Any questions over the sincerity of President Donald Trump’s concerns about what he has characterized as the politicization of the Justice Department during the Obama years were put to rest this week with the response his complaints about the trial of a friend appeared to elicit from DOJ leaders.
As special counsel Robert Mueller’s investigation of his campaign gained steam in the summer of 2017, Trump tried to change the topic to alleged undue political influence on Obama’s Justice Department.
“A.G. Lynch made law enforcement decisions for political purposes...gave Hillary Clinton a free pass and protection. Totally illegal!” Trump tweeted on June 13, 2017, echoing an allegation he made repeatedly during the 2016 campaign about the Clintons allegedly having undue influence on Attorney General Loretta Lynch.
A.G. Lynch made law enforcement decisions for political purposes...gave Hillary Clinton a free pass and protection. Totally illegal!— Donald J. Trump (@realDonaldTrump) June 13, 2017
Trump’s claim was a misrepresentation. The FBI investigation into Hillary Clinton and her infamous private email server arguably helped cost her the presidency, so the idea that she got “a free pass” is false.
But beyond the specifics of the Clinton case, the events of this week make it clear that Trump never really had good-faith concerns about the politicization of the DOJ. In fact, he’s an outspoken supporter of it, so long as the people receiving “a free pass and protection” are among his associates.
The clearest illustration of this came on Wednesday morning, when Trump commended Attorney General Bill Barr for intervening in the case of Roger Stone, a longtime associate of his who was convicted of obstructing an investigation of the president’s campaign (among other charges) based on information brought to light by the Mueller investigation.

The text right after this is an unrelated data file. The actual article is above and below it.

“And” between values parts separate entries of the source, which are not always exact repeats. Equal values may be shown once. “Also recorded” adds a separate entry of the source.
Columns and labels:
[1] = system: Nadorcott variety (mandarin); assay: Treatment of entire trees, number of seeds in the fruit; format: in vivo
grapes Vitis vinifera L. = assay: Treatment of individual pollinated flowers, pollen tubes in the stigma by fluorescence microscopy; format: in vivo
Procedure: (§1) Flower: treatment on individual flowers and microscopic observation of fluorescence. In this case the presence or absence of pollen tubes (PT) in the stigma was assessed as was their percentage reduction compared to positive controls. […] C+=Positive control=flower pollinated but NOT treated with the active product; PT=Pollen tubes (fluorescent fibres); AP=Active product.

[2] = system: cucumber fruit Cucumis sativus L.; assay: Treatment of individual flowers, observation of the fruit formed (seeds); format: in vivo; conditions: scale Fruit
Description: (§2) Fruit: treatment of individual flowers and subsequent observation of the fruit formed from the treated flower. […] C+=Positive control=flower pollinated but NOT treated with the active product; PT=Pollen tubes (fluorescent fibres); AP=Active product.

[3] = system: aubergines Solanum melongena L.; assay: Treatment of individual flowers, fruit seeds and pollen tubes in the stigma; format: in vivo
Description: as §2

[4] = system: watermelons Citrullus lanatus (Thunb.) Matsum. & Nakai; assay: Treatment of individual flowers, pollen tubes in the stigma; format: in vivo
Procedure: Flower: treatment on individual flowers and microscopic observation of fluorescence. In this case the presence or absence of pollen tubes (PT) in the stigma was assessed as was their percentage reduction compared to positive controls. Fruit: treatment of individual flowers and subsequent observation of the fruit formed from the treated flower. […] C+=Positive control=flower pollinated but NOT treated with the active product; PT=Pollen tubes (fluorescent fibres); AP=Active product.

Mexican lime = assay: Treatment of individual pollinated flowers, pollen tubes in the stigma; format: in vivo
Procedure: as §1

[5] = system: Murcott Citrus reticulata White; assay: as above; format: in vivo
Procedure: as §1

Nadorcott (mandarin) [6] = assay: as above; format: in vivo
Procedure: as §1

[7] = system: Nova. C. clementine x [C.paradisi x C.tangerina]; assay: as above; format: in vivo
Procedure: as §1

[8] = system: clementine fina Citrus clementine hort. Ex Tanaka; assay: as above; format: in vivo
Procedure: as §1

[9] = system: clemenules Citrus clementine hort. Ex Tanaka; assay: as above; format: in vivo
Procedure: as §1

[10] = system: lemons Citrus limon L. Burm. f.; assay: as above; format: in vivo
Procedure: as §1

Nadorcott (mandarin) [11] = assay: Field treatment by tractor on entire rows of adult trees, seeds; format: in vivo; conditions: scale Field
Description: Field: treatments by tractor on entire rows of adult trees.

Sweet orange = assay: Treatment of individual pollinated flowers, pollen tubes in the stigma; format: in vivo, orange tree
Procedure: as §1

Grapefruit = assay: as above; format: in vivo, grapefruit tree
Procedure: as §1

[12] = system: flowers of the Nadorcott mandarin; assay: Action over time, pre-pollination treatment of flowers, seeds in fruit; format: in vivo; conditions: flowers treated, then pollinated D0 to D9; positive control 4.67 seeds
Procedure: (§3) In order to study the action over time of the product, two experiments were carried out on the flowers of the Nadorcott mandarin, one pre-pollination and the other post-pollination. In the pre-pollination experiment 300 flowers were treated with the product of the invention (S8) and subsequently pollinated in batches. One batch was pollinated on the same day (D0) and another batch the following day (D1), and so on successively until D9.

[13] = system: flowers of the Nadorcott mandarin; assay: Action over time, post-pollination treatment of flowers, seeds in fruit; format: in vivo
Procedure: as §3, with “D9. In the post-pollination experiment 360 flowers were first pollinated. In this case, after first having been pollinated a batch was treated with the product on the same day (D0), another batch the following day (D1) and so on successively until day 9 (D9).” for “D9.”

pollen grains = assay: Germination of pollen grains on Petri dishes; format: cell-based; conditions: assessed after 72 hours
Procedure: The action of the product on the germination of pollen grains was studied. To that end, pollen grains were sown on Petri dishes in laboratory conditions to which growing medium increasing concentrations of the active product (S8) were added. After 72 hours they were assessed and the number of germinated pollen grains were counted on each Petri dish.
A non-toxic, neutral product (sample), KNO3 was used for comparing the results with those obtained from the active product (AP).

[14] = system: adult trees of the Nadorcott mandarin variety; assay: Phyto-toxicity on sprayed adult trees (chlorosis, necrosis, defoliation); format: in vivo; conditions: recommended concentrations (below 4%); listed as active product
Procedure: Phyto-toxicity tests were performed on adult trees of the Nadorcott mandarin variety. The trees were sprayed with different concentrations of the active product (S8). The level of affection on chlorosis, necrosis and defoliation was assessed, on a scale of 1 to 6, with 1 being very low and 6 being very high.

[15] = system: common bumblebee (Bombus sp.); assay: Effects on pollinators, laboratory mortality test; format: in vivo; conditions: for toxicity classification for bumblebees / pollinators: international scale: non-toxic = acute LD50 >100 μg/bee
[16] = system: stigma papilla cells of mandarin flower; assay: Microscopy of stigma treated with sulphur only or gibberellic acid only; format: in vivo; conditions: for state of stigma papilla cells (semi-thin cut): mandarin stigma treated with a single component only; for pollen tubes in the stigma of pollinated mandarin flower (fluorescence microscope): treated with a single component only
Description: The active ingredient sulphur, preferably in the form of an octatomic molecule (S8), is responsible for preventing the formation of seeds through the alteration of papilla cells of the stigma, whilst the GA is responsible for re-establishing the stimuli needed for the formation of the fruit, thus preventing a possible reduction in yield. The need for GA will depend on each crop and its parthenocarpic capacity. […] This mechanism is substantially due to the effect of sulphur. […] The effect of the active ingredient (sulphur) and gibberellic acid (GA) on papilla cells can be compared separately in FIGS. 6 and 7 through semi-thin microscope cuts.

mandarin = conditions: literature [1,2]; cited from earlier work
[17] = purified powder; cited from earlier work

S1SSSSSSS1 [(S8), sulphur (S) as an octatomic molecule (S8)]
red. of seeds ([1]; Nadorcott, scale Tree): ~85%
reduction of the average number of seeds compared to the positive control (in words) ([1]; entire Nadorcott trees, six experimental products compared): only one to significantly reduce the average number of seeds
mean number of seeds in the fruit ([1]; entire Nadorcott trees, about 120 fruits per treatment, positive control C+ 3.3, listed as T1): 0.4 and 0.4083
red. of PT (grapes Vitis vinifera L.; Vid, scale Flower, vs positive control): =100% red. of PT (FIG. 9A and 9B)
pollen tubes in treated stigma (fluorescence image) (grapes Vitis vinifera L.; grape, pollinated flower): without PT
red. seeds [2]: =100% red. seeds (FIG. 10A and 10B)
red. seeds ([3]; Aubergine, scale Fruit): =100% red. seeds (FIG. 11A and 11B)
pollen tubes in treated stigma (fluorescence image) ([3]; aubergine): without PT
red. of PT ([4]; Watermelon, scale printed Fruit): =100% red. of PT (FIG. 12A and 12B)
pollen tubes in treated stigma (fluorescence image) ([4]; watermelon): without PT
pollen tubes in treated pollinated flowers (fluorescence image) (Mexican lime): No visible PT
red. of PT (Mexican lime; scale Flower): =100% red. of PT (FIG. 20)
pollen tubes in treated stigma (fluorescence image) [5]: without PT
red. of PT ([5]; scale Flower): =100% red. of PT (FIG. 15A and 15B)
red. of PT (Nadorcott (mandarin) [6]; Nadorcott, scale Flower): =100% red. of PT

“Congratulations to Attorney General Bill Barr for taking charge of a case that was totally out of control and perhaps should not have even been brought,” Trump tweeted. “Evidence now clearly shows that the Mueller Scam was improperly brought & tainted. Even Bob Mueller lied to Congress!”
Congratulations to Attorney General Bill Barr for taking charge of a case that was totally out of control and perhaps should not have even been brought. Evidence now clearly shows that the Mueller Scam was improperly brought & tainted. Even Bob Mueller lied to Congress!— Donald J. Trump (@realDonaldTrump) February 12, 2020
Trump’s comment about Barr “taking charge of a case” refers to an unusual move the DOJ made on Tuesday to reduce the sentencing recommendation for Stone. Prosecutors on the case recommended a seven- to nine-year prison sentence for Stone, but after Trump went on a Twitter tirade on Tuesday morning over a situation he characterized as “a horrible and very unfair situation” and a “miscarriage of justice,” the DOJ abruptly reversed course and recommended an unspecified lesser sentence for Stone.
That move prompted the entire prosecution team to step down from the case, and one prosecutor resigned from the DOJ entirely.
The DOJ tried to frame the abrupt about-face as one rooted in good-faith concerns about the severity of Stone’s sentencing recommendation, but Trump trampled on that talking point by posting tweets that made clear his motivations were political.
Then on Tuesday afternoon, Trump told reporters that while he hadn’t communicated with Barr or the DOJ about the Stone case, “I’d be able to do it if I wanted. I have the absolute right to do it.”
Asked about Roger Stone, Trump says he has an “absolute right” to tell the Justice Department what to do pic.twitter.com/AZRv9Aff7P— Aaron Rupar (@atrupar) February 11, 2020
But that’s beside the point. Trump made his position clear on Twitter. Barr’s DOJ seemingly got the hint and acted accordingly. No direct communication was necessary for the president to get the DOJ to do his bidding by protecting one of his confidants — the exact thing he not so long ago criticized Obama’s attorney general for doing.